Here’s looking at you: HTML5 (Part III)
Contd from earlier posts:https://ronnie05.wordpress.com/2009/08/03/vvlj/,https://ronnie05.wordpress.com/2009/08/03/uiem/
The Pressing Need for HTML5 is More Features
HTML5 needs to move past simply providing geo-location and offline storage and into more of the device characteristics. The Palm Pre’s WebOS had to forge forward in defining its own APIs for accessing things like the address book, camera, and accelerometer.
This problem is only going to continue to become more pressing. People are clamoring to develop mobile applications that take full advantage of the capabilities of devices.
Smart Phones Do Not Equal All Phones
It is important to note that while HTML5 will be very important for smart phones, it won’t reach feature phones for sometime. Therefore, content publishers should continue to work with device databases for content adaptation.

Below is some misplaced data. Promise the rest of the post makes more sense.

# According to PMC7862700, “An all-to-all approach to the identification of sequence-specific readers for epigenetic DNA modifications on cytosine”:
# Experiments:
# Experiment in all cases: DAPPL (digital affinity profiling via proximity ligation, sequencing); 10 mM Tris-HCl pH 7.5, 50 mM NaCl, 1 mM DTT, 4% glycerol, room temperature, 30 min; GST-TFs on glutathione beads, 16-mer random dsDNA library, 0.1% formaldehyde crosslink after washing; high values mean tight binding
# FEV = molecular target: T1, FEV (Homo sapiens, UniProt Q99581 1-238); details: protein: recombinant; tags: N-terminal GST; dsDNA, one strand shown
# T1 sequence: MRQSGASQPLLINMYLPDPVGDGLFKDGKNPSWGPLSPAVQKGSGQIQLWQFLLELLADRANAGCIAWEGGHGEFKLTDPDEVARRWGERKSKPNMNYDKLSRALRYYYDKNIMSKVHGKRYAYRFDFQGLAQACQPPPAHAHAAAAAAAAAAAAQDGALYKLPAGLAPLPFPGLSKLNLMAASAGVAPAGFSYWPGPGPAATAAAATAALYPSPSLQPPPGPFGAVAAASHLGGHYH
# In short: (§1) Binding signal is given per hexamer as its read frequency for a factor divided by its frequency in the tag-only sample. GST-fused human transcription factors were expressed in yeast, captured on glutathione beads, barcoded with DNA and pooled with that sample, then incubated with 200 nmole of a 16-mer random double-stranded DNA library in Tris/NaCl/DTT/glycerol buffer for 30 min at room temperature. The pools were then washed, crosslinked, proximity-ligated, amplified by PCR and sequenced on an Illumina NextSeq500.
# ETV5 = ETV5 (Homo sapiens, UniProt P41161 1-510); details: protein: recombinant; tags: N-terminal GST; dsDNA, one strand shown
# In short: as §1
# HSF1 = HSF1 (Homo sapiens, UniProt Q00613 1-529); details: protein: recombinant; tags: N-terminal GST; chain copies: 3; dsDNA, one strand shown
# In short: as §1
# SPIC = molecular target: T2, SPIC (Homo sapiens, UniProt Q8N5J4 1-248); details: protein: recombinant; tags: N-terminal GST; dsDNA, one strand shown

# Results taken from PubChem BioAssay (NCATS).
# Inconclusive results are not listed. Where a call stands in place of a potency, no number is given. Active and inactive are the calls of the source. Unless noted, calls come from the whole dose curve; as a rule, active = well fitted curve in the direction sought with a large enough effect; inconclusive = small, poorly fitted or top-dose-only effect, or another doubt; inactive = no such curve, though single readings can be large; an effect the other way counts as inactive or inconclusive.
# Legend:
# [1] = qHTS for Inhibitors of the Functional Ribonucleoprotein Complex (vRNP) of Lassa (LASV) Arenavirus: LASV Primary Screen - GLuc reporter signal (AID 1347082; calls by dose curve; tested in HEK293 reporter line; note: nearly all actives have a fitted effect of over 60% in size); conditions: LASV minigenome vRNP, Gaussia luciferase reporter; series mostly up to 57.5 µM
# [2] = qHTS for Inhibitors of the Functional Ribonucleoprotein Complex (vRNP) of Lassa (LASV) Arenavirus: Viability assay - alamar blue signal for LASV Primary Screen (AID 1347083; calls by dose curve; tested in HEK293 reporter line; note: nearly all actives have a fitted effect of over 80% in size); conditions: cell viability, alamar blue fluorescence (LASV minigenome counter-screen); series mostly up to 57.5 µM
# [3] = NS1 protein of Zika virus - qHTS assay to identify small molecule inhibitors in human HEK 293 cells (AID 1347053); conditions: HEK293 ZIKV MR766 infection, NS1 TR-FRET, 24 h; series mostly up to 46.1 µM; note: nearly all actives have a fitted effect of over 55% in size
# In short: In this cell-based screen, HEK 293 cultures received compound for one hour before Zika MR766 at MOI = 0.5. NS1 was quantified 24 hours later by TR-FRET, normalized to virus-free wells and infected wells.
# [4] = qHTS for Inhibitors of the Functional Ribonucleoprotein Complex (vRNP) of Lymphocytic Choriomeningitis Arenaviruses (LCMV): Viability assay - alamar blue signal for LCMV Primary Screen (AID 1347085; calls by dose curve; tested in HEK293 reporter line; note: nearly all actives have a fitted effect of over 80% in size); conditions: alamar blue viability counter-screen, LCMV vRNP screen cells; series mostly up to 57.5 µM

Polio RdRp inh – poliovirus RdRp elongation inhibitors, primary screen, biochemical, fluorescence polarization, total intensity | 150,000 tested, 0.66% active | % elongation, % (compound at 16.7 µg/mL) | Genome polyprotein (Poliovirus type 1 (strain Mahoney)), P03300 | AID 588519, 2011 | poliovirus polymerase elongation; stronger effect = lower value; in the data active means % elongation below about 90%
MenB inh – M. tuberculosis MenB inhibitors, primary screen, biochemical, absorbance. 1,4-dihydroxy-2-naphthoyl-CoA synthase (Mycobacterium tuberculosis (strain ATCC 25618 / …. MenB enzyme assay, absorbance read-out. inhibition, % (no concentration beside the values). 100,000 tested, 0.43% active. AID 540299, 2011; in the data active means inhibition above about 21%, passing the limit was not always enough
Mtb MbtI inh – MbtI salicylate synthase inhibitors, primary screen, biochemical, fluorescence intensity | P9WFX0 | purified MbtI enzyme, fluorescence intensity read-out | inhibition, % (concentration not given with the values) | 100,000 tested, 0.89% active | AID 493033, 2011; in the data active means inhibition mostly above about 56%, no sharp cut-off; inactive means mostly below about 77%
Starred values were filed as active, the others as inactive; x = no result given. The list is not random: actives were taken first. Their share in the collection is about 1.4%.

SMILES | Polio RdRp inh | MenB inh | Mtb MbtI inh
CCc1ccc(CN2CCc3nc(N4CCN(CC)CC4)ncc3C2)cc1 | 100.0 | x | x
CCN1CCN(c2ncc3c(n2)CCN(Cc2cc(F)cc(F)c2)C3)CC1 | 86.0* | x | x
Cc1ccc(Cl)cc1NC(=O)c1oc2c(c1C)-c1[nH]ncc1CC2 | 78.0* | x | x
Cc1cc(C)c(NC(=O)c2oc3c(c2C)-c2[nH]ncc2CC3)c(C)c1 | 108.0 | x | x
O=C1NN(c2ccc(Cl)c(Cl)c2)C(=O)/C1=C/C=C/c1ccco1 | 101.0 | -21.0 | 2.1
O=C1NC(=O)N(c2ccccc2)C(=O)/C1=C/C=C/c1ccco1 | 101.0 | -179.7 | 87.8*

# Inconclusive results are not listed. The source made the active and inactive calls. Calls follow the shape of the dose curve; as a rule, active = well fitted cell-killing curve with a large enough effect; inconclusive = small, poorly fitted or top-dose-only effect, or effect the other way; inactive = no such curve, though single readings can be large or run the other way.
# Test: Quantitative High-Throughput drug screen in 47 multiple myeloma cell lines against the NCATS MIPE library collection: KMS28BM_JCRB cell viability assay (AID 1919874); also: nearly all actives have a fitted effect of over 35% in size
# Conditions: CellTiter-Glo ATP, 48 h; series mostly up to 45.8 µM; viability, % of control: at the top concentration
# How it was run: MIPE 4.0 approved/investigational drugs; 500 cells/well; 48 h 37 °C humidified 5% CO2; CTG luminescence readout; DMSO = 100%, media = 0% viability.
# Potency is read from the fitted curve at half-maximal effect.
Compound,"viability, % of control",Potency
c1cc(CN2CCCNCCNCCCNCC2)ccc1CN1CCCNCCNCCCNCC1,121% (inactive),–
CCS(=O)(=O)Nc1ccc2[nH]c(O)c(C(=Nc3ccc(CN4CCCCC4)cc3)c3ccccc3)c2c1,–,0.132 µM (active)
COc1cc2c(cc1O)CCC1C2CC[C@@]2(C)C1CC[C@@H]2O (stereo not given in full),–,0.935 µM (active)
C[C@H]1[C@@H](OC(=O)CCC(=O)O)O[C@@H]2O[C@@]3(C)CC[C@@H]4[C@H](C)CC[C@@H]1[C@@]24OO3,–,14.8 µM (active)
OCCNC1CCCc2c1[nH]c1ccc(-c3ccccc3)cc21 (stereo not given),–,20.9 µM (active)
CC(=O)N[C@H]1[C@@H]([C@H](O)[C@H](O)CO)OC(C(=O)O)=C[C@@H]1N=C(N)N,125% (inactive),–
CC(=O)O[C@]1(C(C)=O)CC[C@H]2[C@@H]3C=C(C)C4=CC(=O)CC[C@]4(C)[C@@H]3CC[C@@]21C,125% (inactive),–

Again, web application developers can make different choices and tradeoffs than content publishers. If one is building an application that combines cameras with geo-location information, one has already narrowed which handsets you support.
Features will Drive HTML5 Adoption
One can take a learning from moving users from HTML working drafts to HTML 3.2.A large part of it is due to the fact that you could do things in HTML3.2 that you couldn’t do in previous versions.
That’s not to say that recent web standards like XHTML haven’t provided new features, but that none of the new features were game changers. Geo-Location is a feature that can create businesses. The same is true of access to other device characteristics.
For this reason, web developers who start looking at mobile development will not shy away from building using HTML5 even if it limits their audience.
The Mobile Perspective on HTML5
From a mobile perspective—and perhaps from the perspective of web applications generally—HTML5 cannot come quickly enough.
As Vic Gundotra, Google Engineering vice president and developer evangelist, recently pointed out, not many companies are rich enough to develop native applications for all mobile platforms.
The mobile web provides are the best hope for building a cross-device mobile ecosystem. HTML5 is a critical piece for the mobile web.
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